The Subaru BRAT is unique to this segment because, while it was named in Japan, it was also sold in America. Most of the names featured here would never pass muster in the States, where we don’t hang squid in store windows. But in Japan – where they hang squid in restaurants, bars, doctor’s offices and private homes, presumably to ward off Godzilla – it seems anything goes.
Let’s start off with what the BRAT is: crap. It’s also a pickup truck, but not if you ask Subaru. You see, to circumvent the famous “Chicken Tax,” which decrees that all imported trucks be subject to a 25 percent tariff, Subaru installed rear-facing seats in the BRAT’s cargo area so it would qualify as a passenger vehicle. The result was a much lower tax rate and, of course, certain death for those who used the seats, which were without seatbelts, open to the elements, and, inexplicably, plastic.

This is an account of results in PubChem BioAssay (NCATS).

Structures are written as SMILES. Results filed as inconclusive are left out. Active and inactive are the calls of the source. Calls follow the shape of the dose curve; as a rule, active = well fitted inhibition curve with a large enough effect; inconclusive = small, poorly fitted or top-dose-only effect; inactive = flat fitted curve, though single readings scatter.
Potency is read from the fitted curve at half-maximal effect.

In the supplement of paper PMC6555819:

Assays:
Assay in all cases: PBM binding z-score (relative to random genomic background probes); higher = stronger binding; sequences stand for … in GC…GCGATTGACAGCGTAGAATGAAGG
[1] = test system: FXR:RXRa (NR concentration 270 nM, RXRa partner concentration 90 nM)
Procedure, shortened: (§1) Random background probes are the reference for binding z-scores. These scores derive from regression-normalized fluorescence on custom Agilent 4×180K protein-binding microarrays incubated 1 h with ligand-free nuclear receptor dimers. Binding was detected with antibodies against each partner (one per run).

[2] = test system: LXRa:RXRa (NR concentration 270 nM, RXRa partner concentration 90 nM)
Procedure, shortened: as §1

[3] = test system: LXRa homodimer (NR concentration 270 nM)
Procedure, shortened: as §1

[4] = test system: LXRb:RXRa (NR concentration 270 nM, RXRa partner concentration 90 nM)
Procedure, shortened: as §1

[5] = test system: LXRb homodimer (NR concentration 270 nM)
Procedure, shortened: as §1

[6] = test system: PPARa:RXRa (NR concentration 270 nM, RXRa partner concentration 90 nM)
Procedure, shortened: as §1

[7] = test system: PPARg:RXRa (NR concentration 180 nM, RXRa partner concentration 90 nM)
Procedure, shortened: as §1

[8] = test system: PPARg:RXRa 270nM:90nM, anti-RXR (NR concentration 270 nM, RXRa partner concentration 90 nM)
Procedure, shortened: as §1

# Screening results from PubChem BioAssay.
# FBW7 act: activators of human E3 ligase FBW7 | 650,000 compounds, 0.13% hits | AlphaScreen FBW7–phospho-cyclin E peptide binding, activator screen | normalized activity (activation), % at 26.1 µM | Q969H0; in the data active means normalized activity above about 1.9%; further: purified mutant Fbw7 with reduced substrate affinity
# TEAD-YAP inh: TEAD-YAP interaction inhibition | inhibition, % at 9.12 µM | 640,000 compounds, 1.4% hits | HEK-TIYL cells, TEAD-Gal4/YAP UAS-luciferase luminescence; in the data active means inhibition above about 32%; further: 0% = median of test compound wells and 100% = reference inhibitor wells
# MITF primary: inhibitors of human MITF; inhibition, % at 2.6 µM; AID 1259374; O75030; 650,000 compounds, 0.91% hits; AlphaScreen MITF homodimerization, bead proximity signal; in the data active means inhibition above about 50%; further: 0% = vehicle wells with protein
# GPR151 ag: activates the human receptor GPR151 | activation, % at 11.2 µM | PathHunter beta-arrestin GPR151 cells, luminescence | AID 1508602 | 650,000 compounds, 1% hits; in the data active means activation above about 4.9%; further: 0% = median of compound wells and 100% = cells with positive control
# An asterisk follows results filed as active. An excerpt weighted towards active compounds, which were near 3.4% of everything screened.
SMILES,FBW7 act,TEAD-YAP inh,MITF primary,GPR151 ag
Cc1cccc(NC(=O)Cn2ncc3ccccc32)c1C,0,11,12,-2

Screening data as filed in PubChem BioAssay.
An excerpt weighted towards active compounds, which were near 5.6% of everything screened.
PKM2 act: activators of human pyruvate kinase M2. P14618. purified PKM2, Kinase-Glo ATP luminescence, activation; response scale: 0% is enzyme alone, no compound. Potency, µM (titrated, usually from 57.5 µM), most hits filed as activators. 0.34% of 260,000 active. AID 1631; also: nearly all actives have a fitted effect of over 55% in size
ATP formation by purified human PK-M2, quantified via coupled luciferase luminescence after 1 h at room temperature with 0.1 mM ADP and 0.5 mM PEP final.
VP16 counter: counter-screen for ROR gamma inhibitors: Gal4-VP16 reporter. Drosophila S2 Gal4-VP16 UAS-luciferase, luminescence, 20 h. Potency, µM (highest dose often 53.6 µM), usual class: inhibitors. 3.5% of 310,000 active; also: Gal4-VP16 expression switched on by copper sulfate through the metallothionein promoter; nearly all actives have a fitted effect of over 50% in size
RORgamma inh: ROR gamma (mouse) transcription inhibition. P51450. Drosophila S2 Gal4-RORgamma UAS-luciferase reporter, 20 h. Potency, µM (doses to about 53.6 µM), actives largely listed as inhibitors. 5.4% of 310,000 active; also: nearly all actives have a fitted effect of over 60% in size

Since they couldn’t call the BRAT a truck, Subaru called it a Bi-drive Recreational All-terrain Transporter, or, BRAT. Bi-drive, in this case, meant all-wheel drive, which Subaru was hocking even before it had a name. Clever, huh?
Apparently Subaru didn’t think so, as they had a different name for the truck in nearly every market. Other monikers included the Subaru Targa, even though it had a fixed roof; the Subaru Shifter, even though it came with an automatic; and, in Australia, the Subaru Brumby. My personal favorite is the BRAT’s UK name, the 284, which carried no apparent significance other than a randomly-assigned number.
The BRAT lasted through the late 1980s in the States and, somehow, the early 1990s in Asia and Europe before finally succumbing to what could only have been a slew of expensive product liability lawsuits. We don’t miss its weird styling, its silly name, or its dangerous seats. Well, maybe a little.